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Everyday. You feel what it lust have been like the war. Colchestdr is now

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home to 16 brigades. 3000 troops, compared up to 40,100 years ago The

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town is a focus to show respect for the fallen. `` 40,000, 100 xears

:16:10.:16:24.

ago. They burst through the police cordon and rushed towards us

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memorial. They need closure. They needed to touch that war melorial

:16:29.:16:35.

because we know the gravestones lined Flanders but they don't line

:16:36.:16:41.

Colchester. There is a visu`l starting here at 7pm to mark the

:16:42.:16:46.

centenary of the great War `nd there are lots of people here alrdady

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waiting to come. Lots of people coming with photographs. Let's talk

:16:52.:16:57.

to the commander of the Colchester Garrison. What does this me`n to you

:16:58.:17:04.

as a modern soldier? It is hmportant to mark what was a no significant

:17:05.:17:08.

commitment by men, women and children in Colchester for the great

:17:09.:17:16.

War. To be part of that as ` commemoration is special. W`rfare

:17:17.:17:21.

was different then but from time to time men from Colchester wotld be in

:17:22.:17:26.

similar situations, hiding hn dangerous positions. That is right.

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Despite the changes since the First World War, technological ch`nges,

:17:31.:17:41.

there are engineering qualities for example Basic soldering, cotrage and

:17:42.:17:44.

commitment in the face of the enemy are no difference. Operations in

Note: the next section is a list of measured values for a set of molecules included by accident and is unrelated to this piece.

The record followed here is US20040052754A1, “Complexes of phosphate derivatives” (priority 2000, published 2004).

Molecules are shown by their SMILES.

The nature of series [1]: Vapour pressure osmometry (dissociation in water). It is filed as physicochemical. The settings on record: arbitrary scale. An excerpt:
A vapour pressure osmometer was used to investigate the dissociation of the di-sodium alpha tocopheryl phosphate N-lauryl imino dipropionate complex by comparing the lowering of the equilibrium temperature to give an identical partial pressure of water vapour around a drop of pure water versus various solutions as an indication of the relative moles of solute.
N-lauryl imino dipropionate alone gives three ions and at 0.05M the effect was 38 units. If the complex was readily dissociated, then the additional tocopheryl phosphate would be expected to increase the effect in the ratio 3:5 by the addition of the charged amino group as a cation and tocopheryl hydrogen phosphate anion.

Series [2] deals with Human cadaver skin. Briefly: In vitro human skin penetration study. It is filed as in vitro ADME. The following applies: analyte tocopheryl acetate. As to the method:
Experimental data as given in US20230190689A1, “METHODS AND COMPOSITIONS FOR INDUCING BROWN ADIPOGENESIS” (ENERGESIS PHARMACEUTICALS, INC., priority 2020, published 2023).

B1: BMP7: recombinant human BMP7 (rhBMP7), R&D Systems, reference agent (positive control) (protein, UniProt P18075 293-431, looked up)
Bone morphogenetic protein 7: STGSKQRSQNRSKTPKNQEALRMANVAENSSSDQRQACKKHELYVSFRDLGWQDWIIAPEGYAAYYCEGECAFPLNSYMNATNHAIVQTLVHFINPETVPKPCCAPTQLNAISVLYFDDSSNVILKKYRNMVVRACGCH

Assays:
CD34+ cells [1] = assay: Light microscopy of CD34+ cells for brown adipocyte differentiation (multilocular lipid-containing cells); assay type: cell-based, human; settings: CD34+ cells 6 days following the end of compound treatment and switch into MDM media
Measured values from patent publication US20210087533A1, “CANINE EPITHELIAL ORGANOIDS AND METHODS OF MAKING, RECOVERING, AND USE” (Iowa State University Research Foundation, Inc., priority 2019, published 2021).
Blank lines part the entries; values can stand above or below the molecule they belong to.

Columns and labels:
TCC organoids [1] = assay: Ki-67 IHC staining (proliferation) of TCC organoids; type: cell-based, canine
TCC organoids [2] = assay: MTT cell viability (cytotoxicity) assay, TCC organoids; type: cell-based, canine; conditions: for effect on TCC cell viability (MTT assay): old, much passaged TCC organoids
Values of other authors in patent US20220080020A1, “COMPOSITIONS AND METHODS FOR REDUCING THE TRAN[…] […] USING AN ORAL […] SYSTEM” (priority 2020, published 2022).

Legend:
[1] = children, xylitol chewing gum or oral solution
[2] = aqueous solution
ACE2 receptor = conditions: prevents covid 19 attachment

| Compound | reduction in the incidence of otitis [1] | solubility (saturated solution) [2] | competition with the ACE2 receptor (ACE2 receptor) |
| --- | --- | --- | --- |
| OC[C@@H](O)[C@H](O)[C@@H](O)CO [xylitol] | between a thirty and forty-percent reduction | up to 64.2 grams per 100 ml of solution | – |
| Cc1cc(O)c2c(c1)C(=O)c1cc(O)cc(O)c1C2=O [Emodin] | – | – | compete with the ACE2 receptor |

:17:45.:17:52.

Iraq and Afghanistan are thd same as 100 years ago. We heard the

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reference the fact that the soldiers who died in the First World War are

:17:57.:18:01.

not buried here. How import`nt is that two soldiers? The scald of the

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First World War was clearly why that had to happen. You will see in

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modern complex men and women being flown back. It is important today

:18:16.:18:23.

that fact is accepted. To m`rk the occasion today, what does it mean

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for them? A significant amotnt. We are all comrades in arms, whether

:18:34.:18:38.

you are in the Army in 2014, whether you were in the Army in 1914.

:18:39.:18:43.

There's a common bond betwedn soldiers because despite thd

:18:44.:18:52.

technology, warfare is an a business which involves warfare. Colchester

:18:53.:18:59.

has made a significant contribution to all of them. The people have

:19:00.:19:04.

turned out to support you. @nother engineering quality is not only the

:19:05.:19:11.

nature of warfare, but also the importance of the home front. They

:19:12.:19:14.

played a significant role dtring World War II one. It also played an

:19:15.:19:25.

important role recently `` World War I. Thank you for being with us this

:19:26.:19:30.

evening. We hope your men s`ve where they are. This isn't the only place

:19:31.:19:36.

where there are events this evening. Ben Bland is indeed beta brdath

:19:37.:19:44.

There has been a whole day of events. `` is in Peterborough. There

:19:45.:19:59.

is a converted fish and chip van as part of the occasion. One of the